Should artificial intelligence be regulated? The answer is always ‘it depends’.

That’s the view of data expert Ellen Broad, the author of a new book exploring the ethics behind AI and automated decision-making.

Made by Humans: The AI Condition argues in favour of some form of AI regulation, but Broad emphasises any discussion around AI will depend on the context and requires highly specific language.

In an interview with Which-50, Broad compared regulating AI to asking “should flight be regulated?”

“And again, it depends. What do you mean when you say flight? Are you talking about commercial aviation?”

Instead, the book poses more narrow questions such as:

  • Should people be able to understand and challenge automated decisions made about them?
  • Should system designers be held accountable for statements about the accuracy of their decision-making systems that aren’t true? Should they be held accountable for error and bias?

The discussion of the ethical considerations at play when designing AI, machine learning and automated decision making systems is moving from academic circles into the mainstream as businesses look to the technology to reduce costs and improve productivity. AI-powered systems, which are susceptible to bias, will increasingly make decisions which impact human’s lives. For example the HR software designed to help sift through job applications which has only been trained based on the CVs of caucasian males will lead to a bias in hiring decisions.

Having spent much of her career arguing against regulation of technologies based on the government’s poor track record in the area, Broad shifted her position while writing the book.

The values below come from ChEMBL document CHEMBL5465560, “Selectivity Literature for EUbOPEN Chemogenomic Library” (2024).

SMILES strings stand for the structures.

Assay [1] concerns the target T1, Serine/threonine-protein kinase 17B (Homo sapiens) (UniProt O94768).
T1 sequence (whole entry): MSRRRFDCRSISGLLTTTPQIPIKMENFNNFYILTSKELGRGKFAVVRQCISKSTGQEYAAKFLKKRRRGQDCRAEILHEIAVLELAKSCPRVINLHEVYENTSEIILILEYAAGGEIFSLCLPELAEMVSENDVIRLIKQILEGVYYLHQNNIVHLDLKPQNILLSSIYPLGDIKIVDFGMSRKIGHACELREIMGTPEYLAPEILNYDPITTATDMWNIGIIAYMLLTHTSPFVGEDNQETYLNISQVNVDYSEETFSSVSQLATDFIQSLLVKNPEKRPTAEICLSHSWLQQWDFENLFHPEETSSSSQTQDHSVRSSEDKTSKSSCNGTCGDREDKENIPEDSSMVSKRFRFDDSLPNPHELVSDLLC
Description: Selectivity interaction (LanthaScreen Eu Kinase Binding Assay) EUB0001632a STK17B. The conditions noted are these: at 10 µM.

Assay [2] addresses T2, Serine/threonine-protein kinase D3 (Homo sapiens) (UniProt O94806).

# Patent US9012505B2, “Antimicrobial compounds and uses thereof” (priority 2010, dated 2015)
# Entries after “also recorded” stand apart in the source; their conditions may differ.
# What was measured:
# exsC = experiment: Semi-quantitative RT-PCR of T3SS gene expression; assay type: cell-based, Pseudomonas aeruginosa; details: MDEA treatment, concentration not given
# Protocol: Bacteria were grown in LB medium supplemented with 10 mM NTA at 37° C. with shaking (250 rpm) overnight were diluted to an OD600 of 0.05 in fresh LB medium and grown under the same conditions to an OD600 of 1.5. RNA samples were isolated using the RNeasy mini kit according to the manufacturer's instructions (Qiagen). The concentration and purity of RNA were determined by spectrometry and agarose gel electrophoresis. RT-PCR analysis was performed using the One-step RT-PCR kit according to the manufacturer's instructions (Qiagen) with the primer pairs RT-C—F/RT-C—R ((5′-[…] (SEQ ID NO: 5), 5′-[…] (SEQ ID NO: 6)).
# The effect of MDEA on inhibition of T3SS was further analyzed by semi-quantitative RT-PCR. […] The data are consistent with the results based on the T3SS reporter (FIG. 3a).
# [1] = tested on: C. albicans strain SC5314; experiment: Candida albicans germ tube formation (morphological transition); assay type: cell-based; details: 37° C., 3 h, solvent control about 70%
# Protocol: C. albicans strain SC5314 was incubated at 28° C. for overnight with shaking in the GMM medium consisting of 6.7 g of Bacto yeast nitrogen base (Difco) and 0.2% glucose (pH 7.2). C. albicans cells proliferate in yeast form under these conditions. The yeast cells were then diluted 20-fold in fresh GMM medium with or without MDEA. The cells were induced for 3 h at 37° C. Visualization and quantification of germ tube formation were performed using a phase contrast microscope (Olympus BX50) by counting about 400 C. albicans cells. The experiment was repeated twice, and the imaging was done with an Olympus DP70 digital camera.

“When I started the book I was really just thinking about ethics, as in voluntary frameworks, best practices and principles to guide good decision-making,” Broad said.

Ellen Broad
Ellen Broad, author of Made by Humans

“By the end of the book I became concerned that while ethics and ethical frameworks and principles are very useful in driving ethical behaviour, there is a gap in needing some basic standards, some basic rules to prevent seriously harmful behaviour.

“Ethics are great for those that are already ethical, but we are going to need some forms of regulation to ensure that the rest of the industry adheres to certain standards,” Broad said.

Broad said it was up to the technology industry to make sure any rules were “flexible and forward thinking to avoid those historic pitfalls around technology regulation.”

In terms of jurisdiction, Broad anticipates that there will be sector-specific rules relating to how AI is developed, as well as overarching legislation that resembles the broader obligations companies have under the privacy act.

Ethics in AI software

Before considering the ethical implications of AI, businesses first need to determine the system they are implementing actually works, Broad said.

“Usually in a business — before even getting to the ethics — you are just thinking ‘am I getting bang for my buck?’”

To determine if the system can make decisions with the accuracy it claims, Broad recommends understanding how a system works, the data that it’s built on, how it has been tested and what its performance rate is.

“That’s a key consideration for businesses right now when artificial intelligence and machine learning are such buzzwords. There’s lots of different services coming on the market that all advertise themselves as using artificial intelligence, digging under the surface of that to find a good quality product or a dodgy one can be really difficult,” Broad said.

In terms of ethical considerations, those same questions still apply, but the focus shifts to how the system was trained and what is its impact on people.

Your questions don’t change, but you are asking them in order to understand the impact,” Broad said.

Broad argues the level of scrutiny on AI systems will only increase. That means organisations risk reputational damage or legal action if they are unable to explain their AI’s decision-making process or prove it isn’t discriminatory or negligent.

“This is only increasing in awareness as a public policy issue, which means it could potentially become your issue,” Broad said.

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